Treatment and Research of Glioblastoma

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Considered the most aggressive type of brain cancer, glioblastoma grows rapidly, destroying healthy tissue. Globally, approximately 300,000 people are diagnosed each year with glioblastoma.

Glioblastoma is a type of cancer affecting glial cells, which connect nerve cells and support brain function.

"It tends to be a tumor that also tends to grow and invade the brain," says Dr. Alfredo Quinones-Hinojosa, a neurosurgeon at Mayo Clinic. "Sometimes it can be slow and steady, but it tends to grow very fast."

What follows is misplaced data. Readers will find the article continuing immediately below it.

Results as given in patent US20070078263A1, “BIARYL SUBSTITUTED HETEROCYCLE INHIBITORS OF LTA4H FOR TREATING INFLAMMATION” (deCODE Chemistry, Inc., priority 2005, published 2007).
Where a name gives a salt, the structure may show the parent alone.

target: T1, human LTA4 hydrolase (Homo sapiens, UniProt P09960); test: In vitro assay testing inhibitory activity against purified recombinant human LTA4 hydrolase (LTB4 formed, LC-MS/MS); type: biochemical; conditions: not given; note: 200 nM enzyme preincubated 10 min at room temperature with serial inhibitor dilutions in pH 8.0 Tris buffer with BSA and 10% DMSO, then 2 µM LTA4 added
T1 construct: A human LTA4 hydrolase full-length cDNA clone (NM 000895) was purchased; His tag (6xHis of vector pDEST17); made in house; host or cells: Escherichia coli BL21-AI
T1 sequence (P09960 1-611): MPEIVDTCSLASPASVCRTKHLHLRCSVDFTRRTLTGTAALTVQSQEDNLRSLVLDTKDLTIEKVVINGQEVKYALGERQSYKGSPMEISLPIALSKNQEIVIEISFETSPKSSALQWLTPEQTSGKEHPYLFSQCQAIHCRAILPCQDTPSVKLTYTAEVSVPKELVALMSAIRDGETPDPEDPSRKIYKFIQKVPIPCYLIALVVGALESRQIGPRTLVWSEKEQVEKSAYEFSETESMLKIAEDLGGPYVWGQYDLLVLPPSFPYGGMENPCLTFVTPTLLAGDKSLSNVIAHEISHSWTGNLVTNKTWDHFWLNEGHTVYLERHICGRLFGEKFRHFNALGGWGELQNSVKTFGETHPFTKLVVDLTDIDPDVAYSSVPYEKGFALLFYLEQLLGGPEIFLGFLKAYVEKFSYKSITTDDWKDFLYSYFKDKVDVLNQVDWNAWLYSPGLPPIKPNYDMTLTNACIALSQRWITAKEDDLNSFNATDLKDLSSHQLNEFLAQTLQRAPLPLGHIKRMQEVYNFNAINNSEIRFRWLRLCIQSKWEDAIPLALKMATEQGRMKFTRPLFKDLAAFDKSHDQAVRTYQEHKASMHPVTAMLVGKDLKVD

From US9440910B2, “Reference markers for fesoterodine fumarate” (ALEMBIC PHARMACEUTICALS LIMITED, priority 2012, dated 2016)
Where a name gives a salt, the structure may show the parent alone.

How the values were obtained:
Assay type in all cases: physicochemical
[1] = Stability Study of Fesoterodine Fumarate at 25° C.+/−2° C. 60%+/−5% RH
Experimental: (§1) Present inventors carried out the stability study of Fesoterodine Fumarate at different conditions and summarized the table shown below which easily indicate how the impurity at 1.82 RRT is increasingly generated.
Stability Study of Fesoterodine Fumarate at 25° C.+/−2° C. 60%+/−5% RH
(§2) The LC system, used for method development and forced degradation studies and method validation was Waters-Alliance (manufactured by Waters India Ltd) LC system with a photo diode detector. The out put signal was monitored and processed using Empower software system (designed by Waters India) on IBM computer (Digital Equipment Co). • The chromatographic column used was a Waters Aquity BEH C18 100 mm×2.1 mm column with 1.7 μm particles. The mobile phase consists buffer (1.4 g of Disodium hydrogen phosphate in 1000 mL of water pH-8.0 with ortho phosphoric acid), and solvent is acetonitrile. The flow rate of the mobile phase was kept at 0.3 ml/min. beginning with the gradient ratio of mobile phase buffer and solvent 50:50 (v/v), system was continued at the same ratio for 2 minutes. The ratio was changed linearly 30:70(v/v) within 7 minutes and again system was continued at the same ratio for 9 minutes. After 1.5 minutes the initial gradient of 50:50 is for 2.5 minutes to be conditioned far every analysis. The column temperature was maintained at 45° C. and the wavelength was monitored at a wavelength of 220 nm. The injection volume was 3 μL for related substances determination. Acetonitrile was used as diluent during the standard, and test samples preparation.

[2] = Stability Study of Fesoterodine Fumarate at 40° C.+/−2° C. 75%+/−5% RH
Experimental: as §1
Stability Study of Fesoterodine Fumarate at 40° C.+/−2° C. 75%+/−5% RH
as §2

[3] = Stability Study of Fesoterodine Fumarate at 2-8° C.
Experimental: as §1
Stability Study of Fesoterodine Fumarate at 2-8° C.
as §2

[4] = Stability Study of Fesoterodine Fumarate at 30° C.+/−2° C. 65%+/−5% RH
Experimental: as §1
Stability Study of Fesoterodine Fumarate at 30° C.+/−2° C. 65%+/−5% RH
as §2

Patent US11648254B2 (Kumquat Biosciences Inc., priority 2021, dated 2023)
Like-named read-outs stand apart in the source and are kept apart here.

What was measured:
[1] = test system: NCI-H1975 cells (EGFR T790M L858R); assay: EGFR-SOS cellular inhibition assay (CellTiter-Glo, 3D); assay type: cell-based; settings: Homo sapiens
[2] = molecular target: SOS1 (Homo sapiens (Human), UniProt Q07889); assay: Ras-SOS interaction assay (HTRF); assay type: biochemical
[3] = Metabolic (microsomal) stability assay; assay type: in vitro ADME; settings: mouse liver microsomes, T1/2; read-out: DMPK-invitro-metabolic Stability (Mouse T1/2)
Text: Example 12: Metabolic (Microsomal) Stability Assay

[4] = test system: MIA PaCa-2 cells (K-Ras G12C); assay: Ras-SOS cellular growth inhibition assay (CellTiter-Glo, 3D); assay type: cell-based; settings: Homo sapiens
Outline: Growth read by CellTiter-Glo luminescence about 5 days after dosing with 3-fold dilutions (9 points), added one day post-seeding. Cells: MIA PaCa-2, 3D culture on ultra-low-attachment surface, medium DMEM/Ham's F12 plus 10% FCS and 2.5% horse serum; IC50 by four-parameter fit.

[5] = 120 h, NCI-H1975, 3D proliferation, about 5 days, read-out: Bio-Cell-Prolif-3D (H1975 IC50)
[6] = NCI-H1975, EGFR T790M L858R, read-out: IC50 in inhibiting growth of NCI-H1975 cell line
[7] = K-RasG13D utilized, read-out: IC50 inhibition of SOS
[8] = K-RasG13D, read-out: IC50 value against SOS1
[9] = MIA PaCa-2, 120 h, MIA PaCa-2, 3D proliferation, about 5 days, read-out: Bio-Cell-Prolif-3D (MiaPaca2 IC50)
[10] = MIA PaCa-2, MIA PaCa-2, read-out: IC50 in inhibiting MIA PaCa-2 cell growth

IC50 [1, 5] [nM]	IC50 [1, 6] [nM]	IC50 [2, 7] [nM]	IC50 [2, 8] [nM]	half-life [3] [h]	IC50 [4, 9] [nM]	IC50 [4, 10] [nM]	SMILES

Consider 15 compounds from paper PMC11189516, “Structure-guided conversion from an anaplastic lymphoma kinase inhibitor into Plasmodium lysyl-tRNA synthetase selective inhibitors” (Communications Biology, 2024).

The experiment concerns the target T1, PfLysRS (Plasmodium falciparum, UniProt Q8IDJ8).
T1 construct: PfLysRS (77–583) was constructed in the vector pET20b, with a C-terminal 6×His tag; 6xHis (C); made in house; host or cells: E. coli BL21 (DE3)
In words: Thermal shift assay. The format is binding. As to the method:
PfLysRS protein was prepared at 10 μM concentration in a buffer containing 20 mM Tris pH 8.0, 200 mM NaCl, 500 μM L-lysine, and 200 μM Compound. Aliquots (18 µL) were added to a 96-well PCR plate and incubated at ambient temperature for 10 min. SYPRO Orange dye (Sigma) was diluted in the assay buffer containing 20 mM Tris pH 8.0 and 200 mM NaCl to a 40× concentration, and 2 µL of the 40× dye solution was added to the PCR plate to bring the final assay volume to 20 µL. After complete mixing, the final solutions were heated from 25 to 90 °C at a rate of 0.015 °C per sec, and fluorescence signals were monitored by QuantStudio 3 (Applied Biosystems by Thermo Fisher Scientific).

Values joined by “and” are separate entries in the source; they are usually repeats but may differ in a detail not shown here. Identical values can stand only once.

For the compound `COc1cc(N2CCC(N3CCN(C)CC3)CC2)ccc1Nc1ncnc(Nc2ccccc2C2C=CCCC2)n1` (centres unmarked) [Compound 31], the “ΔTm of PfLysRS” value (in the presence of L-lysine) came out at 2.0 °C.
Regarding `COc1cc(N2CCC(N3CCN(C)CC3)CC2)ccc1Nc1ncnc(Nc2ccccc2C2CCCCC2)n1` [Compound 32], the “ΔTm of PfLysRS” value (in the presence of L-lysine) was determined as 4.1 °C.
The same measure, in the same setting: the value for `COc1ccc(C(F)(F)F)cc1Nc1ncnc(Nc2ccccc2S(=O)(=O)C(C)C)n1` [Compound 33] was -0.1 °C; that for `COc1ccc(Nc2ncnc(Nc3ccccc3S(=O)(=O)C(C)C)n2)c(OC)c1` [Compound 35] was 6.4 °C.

Despite significant advances in surgery, chemotherapy, immunotherapy and radiation technology, the prognosis of glioblastoma remains poor.

"The median survival of patients with the best therapies tends to be between 12 and 14 months," says Dr. Quinones-Hinojosa.

There is no known cure for glioblastoma, but treatments may help slow the progression or help stabilize the quality of life. Research is making strides, giving patients more options and hope.

"Research is crucial to find hope and healing on every corner of our operating room, in every corner of our laboratory, and to connect those two, ultimately, through our patients," says Dr. Quinones-Hinojosa.

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